2020 is going to be known as the year we spent inside…at least here in Melbourne.
As days have blurred into weeks and the weeks into months I’ve lost track of exactly how long we have been in lockdown.
Time simultaneously seems to take forever and flash by in the blink of an eye.
A while back I stopped trying to make sense of the right vs the wrong decision and consciously decided to let go of the anger, fear and angst. I stopped trying to second guess the government. And let the year pass by in its own time.
I stopped reading angry posts on Facebook. And muted people whose posts were promoting outrage or spreading misinformation.
This has been very psychologically healthy. And in tuning out the endless chatter of conspiracy theories and all that negativity, I’ve had the cognitive and emotional space to think my own thoughts…and come to a deeper understanding of what all this pain, separation and constriction might be trying to teach us about the meaning of life the universe and everything.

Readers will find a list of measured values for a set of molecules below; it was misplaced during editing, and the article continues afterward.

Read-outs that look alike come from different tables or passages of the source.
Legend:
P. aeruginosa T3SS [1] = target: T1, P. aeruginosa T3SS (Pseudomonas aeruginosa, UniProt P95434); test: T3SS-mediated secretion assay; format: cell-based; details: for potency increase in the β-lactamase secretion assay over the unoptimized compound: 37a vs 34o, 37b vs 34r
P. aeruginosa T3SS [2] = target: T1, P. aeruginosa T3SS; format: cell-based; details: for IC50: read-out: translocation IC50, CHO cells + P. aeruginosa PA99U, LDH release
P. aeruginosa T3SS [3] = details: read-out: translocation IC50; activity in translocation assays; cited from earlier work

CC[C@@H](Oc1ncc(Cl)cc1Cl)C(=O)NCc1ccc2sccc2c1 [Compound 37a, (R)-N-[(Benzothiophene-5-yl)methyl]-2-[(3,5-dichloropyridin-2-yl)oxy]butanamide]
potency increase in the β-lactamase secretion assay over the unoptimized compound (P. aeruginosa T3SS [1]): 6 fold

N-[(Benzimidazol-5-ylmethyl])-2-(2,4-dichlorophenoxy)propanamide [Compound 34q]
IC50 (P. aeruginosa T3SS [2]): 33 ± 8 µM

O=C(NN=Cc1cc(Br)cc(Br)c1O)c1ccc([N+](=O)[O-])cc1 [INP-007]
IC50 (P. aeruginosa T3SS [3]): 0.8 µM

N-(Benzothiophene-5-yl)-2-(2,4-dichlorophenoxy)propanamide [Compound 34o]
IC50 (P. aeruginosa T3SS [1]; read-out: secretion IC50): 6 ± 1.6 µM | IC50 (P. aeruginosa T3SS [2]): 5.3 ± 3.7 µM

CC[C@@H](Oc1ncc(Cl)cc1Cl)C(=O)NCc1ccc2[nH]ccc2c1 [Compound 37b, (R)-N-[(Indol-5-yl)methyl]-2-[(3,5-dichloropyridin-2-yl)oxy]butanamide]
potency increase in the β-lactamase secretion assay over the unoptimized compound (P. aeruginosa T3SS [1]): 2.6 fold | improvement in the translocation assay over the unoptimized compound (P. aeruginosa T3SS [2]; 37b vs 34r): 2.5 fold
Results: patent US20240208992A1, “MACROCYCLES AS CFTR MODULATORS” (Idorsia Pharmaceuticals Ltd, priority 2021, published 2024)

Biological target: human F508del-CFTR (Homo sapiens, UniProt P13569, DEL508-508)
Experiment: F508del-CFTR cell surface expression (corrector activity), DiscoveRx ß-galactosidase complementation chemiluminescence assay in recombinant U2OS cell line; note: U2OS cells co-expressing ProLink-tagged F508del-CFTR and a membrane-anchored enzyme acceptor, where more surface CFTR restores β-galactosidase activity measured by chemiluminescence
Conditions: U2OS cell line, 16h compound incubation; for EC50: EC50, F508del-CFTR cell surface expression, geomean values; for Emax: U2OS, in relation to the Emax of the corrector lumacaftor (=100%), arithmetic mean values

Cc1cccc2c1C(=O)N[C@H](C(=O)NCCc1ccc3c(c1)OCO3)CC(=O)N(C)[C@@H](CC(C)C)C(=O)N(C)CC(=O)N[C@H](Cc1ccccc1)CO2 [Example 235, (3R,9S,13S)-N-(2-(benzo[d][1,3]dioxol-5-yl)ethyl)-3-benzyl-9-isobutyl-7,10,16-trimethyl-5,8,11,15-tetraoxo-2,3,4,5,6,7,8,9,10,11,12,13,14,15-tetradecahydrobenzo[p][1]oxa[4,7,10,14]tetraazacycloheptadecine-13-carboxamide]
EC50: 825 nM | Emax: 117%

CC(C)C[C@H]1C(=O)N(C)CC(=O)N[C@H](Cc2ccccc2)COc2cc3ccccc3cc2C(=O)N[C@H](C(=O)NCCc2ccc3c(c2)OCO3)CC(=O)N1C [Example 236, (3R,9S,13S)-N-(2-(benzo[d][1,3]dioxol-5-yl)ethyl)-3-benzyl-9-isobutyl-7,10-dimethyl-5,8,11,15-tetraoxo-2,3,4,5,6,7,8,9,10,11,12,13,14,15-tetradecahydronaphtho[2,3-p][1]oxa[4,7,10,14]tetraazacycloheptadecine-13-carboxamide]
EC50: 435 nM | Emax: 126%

There’s been lots of thoughts and posts written about looking for silver linings. And they are there for sure. But it’s hard to see sometimes how that compensates for the losses in the way we live – and may not return to in the foreseeable future.
I’m much more interested in thinking about how I can understand a deeper meaning that goes beyond a simple cost benefit analysis of silver linings vs dark clouds. I’m not interested in Pollyanna views of the world – but in somehow grasping, if I can, something more about the essence of things.
So here’s how things seem to me:
We are not in control.
For a long time it has seemed we can control our world. Control our health. Control just about everything.
We think the answers are in our hands. Success is up to us …. If we eat right, live right than the world will turn out just the way we want it.
In a micro view of the world this seems reasonable. Things seem reasonably linear and predictable. If you do X, then you will get Y.